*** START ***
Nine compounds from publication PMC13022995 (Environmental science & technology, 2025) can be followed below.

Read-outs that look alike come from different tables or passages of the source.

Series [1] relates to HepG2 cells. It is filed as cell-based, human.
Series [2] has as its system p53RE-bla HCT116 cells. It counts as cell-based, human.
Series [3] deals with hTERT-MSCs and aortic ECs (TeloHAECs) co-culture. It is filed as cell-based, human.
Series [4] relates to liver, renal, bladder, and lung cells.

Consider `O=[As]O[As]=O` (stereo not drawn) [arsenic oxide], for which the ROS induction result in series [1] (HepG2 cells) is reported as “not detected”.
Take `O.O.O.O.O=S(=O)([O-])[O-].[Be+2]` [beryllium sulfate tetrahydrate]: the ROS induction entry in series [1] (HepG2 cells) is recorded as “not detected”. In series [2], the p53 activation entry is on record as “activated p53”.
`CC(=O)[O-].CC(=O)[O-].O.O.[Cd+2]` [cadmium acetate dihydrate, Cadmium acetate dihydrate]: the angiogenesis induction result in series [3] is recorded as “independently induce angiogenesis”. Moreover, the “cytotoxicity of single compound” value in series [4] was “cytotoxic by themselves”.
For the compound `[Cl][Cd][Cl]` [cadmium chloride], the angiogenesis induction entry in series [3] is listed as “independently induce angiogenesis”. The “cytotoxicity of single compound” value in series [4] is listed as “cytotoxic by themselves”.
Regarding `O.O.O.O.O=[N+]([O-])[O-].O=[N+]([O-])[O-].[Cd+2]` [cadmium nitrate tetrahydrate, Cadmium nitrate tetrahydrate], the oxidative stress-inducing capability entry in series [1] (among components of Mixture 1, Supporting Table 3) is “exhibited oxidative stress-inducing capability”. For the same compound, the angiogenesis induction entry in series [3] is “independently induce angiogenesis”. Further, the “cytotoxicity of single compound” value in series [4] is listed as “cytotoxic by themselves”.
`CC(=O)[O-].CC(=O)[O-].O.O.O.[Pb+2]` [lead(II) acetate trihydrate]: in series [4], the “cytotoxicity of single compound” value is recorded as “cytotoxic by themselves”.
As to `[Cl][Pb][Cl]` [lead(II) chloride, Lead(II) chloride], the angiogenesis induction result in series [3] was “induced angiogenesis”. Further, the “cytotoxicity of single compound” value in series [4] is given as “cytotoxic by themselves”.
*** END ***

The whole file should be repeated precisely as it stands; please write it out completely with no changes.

Nine compounds from publication PMC13022995 (Environmental science & technology, 2025) can be followed below.

Read-outs that look alike come from different tables or passages of the source.

Series [1] relates to HepG2 cells. It is filed as cell-based, human.
Series [2] has as its system p53RE-bla HCT116 cells. It counts as cell-based, human.
Series [3] deals with hTERT-MSCs and aortic ECs (TeloHAECs) co-culture. It is filed as cell-based, human.
Series [4] relates to liver, renal, bladder, and lung cells.

Consider `O=[As]O[As]=O` (stereo not drawn) [arsenic oxide], for which the ROS induction result in series [1] (HepG2 cells) is reported as “not detected”.
Take `O.O.O.O.O=S(=O)([O-])[O-].[Be+2]` [beryllium sulfate tetrahydrate]: the ROS induction entry in series [1] (HepG2 cells) is recorded as “not detected”. In series [2], the p53 activation entry is on record as “activated p53”.
`CC(=O)[O-].CC(=O)[O-].O.O.[Cd+2]` [cadmium acetate dihydrate, Cadmium acetate dihydrate]: the angiogenesis induction result in series [3] is recorded as “independently induce angiogenesis”. Moreover, the “cytotoxicity of single compound” value in series [4] was “cytotoxic by themselves”.
For the compound `[Cl][Cd][Cl]` [cadmium chloride], the angiogenesis induction entry in series [3] is listed as “independently induce angiogenesis”. The “cytotoxicity of single compound” value in series [4] is listed as “cytotoxic by themselves”.
Regarding `O.O.O.O.O=[N+]([O-])[O-].O=[N+]([O-])[O-].[Cd+2]` [cadmium nitrate tetrahydrate, Cadmium nitrate tetrahydrate], the oxidative stress-inducing capability entry in series [1] (among components of Mixture 1, Supporting Table 3) is “exhibited oxidative stress-inducing capability”. For the same compound, the angiogenesis induction entry in series [3] is “independently induce angiogenesis”. Further, the “cytotoxicity of single compound” value in series [4] is listed as “cytotoxic by themselves”.
`CC(=O)[O-].CC(=O)[O-].O.O.O.[Pb+2]` [lead(II) acetate trihydrate]: in series [4], the “cytotoxicity of single compound” value is recorded as “cytotoxic by themselves”.
As to `[Cl][Pb][Cl]` [lead(II) chloride, Lead(II) chloride], the angiogenesis induction result in series [3] was “induced angiogenesis”. Further, the “cytotoxicity of single compound” value in series [4] is given as “cytotoxic by themselves”.